TrunkSpace: There’s been talk and speculation for a long time about a sequel to “The Strangers.” Is that something fans can expect in the near future?
Macy: Well, your lips to God’s ears. I hope so.

TrunkSpace: Is there pressure for you as a filmmaker to make the “scariest movie in years” every time out and knock it out of the park?
Macy: One always wants to knock it out of the park. (Laughter) I think, in a sense, scary is in the eye of the beholder in how a movie comes together. What I feel pressure for is… are we making something fresh and interesting, are we making something that is going to grab people, and are we making something that is going to stay with them when they leave the theater? People can decide what becomes a classic and what doesn’t, but I think if you can do those three things, then you’re on great footing and the movie can succeed on its own terms.

Courtesy of STX Entertainment – © 2015 STX Productions, LLC. All rights reserved.

The Bye Bye Man arrived in theaters January 13th, 2017.

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Bottled Up Emotions

Choklat

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Brewer: Southern Tier

Beer: Blackwater Series Choklat

Alcohol Content by Volume: 10%

I’m never afraid to bury my emoting face into funky flavors brewed with obscure ingredients, but I admit that this one had me wondering if my yellow frown would be turned upside down. Concern crept in when I popped the cap and caught the scent… a nostalgic rush that was more childhood scratch and sniff sticker than bubbly beer laced with Bavarian sweets. Thankfully I am not a judgmental emoticon. Pushing aside my desire to scratch and/or sniff the beer a second time, I tasted the slightly-sweet stout and let the taste of chocolate tickle my taste buds as opposed to what I originally expected, which was to be assaulted by overpowering sweetness. That was definitely not the case. There’s a great balance of flavors here, and while I wouldn’t make a night of it with a sixer, I would reach for a Choklat with a savory dinner or as a liquid dessert. To my loving emoti-wife… I’m skipping the chocolates this Valentine’s Day and getting you Choklat instead.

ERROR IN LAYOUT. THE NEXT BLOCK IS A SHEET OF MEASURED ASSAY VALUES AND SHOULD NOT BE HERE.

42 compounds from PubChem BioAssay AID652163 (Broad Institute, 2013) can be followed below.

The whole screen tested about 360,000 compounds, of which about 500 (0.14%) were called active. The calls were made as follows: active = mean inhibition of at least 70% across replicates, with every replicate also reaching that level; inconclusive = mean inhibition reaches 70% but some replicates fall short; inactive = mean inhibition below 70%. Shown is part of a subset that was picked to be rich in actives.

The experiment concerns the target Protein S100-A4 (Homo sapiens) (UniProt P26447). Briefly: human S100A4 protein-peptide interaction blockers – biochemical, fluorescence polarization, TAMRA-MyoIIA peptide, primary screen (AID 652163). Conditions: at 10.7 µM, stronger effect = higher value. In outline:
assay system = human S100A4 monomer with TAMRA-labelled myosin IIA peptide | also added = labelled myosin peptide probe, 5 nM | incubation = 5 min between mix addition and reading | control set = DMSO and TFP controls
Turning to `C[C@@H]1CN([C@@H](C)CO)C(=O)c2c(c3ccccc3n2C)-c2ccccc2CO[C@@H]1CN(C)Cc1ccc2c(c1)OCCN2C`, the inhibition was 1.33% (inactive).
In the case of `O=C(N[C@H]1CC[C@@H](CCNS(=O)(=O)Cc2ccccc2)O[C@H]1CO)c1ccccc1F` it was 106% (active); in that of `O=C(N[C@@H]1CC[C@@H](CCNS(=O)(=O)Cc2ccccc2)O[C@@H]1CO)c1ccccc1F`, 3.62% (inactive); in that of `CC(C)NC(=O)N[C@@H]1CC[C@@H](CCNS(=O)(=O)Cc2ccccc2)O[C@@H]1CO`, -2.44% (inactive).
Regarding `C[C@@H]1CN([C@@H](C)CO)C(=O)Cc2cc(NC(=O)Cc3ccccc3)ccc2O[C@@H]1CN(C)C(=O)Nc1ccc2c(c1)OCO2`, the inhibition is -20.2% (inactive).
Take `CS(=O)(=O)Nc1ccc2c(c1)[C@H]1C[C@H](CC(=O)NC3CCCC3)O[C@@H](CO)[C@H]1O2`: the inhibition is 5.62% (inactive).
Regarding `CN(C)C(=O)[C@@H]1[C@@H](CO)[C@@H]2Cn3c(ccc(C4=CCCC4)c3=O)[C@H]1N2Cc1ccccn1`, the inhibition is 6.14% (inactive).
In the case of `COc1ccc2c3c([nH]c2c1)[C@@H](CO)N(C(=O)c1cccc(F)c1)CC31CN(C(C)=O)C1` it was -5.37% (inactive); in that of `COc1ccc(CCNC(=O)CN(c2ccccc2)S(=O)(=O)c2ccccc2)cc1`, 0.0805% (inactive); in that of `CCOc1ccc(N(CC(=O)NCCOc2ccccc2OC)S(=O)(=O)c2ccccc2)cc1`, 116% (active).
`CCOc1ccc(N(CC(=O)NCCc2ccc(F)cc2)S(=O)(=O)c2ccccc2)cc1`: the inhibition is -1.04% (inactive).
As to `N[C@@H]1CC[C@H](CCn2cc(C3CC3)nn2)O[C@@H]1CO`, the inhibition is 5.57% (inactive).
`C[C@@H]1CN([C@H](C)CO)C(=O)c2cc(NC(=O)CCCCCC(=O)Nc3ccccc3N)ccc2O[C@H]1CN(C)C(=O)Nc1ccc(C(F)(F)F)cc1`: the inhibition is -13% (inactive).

DRUNKEN EMOJI RATING

 

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Bottled Up Emotions

Sunday Mole Stout

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Brewer: Weyerbacher

Beer: Sunday Mole Stout

Alcohol Content by Volume: 11.3

Holy mole! Weyerbacher isn’t just fun to say, it’s also delicious. This unique stout is brewed with coffee cocoa, cinnamon, and peppers, making for a boozy concoction that has a down-home taste… as if my old uncle Experimental Home Cook Emoji made me a private batch in his seasoned crockpot. The 11.3 percent alcohol by volume certainly gets the job done, and as it turns out, the more you drink the creepier the clown/jester on the label gets. Thankfully I’m a problem solver and I poured the three (or so) I enjoyed into my favorite pint glass and then consumed. In life, it’s all about the little victories!

DRUNKEN EMOJI RATING